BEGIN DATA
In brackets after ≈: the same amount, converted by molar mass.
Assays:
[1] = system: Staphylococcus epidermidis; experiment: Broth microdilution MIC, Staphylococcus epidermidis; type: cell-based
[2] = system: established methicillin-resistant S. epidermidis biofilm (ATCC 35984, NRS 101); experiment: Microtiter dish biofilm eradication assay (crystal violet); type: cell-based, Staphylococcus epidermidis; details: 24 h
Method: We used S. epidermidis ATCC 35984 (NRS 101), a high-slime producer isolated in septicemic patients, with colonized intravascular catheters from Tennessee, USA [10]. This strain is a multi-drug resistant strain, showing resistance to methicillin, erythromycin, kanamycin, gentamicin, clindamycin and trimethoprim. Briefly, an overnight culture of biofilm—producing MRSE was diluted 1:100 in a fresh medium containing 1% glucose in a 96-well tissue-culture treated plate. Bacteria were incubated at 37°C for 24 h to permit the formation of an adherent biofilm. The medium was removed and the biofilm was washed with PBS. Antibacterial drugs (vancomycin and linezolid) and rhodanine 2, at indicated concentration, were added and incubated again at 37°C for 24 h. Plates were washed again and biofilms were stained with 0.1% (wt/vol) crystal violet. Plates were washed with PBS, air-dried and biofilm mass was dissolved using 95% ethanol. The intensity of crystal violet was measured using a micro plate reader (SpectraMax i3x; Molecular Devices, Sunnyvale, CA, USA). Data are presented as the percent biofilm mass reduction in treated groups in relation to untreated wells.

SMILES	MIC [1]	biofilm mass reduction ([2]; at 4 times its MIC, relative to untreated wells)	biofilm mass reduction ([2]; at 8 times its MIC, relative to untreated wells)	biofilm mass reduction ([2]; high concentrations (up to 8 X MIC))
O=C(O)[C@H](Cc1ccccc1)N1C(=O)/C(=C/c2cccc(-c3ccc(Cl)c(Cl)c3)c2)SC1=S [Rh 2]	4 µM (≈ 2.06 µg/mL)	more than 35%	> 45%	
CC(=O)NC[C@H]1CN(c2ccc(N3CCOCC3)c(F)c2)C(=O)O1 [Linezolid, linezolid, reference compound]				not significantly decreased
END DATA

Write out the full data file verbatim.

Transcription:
In brackets after ≈: the same amount, converted by molar mass.
Assays:
[1] = system: Staphylococcus epidermidis; experiment: Broth microdilution MIC, Staphylococcus epidermidis; type: cell-based
[2] = system: established methicillin-resistant S. epidermidis biofilm (ATCC 35984, NRS 101); experiment: Microtiter dish biofilm eradication assay (crystal violet); type: cell-based, Staphylococcus epidermidis; details: 24 h
Method: We used S. epidermidis ATCC 35984 (NRS 101), a high-slime producer isolated in septicemic patients, with colonized intravascular catheters from Tennessee, USA [10]. This strain is a multi-drug resistant strain, showing resistance to methicillin, erythromycin, kanamycin, gentamicin, clindamycin and trimethoprim. Briefly, an overnight culture of biofilm—producing MRSE was diluted 1:100 in a fresh medium containing 1% glucose in a 96-well tissue-culture treated plate. Bacteria were incubated at 37°C for 24 h to permit the formation of an adherent biofilm. The medium was removed and the biofilm was washed with PBS. Antibacterial drugs (vancomycin and linezolid) and rhodanine 2, at indicated concentration, were added and incubated again at 37°C for 24 h. Plates were washed again and biofilms were stained with 0.1% (wt/vol) crystal violet. Plates were washed with PBS, air-dried and biofilm mass was dissolved using 95% ethanol. The intensity of crystal violet was measured using a micro plate reader (SpectraMax i3x; Molecular Devices, Sunnyvale, CA, USA). Data are presented as the percent biofilm mass reduction in treated groups in relation to untreated wells.

SMILES	MIC [1]	biofilm mass reduction ([2]; at 4 times its MIC, relative to untreated wells)	biofilm mass reduction ([2]; at 8 times its MIC, relative to untreated wells)	biofilm mass reduction ([2]; high concentrations (up to 8 X MIC))
O=C(O)[C@H](Cc1ccccc1)N1C(=O)/C(=C/c2cccc(-c3ccc(Cl)c(Cl)c3)c2)SC1=S [Rh 2]	4 µM (≈ 2.06 µg/mL)	more than 35%	> 45%	
CC(=O)NC[C@H]1CN(c2ccc(N3CCOCC3)c(F)c2)C(=O)O1 [Linezolid, linezolid, reference compound]				not significantly decreased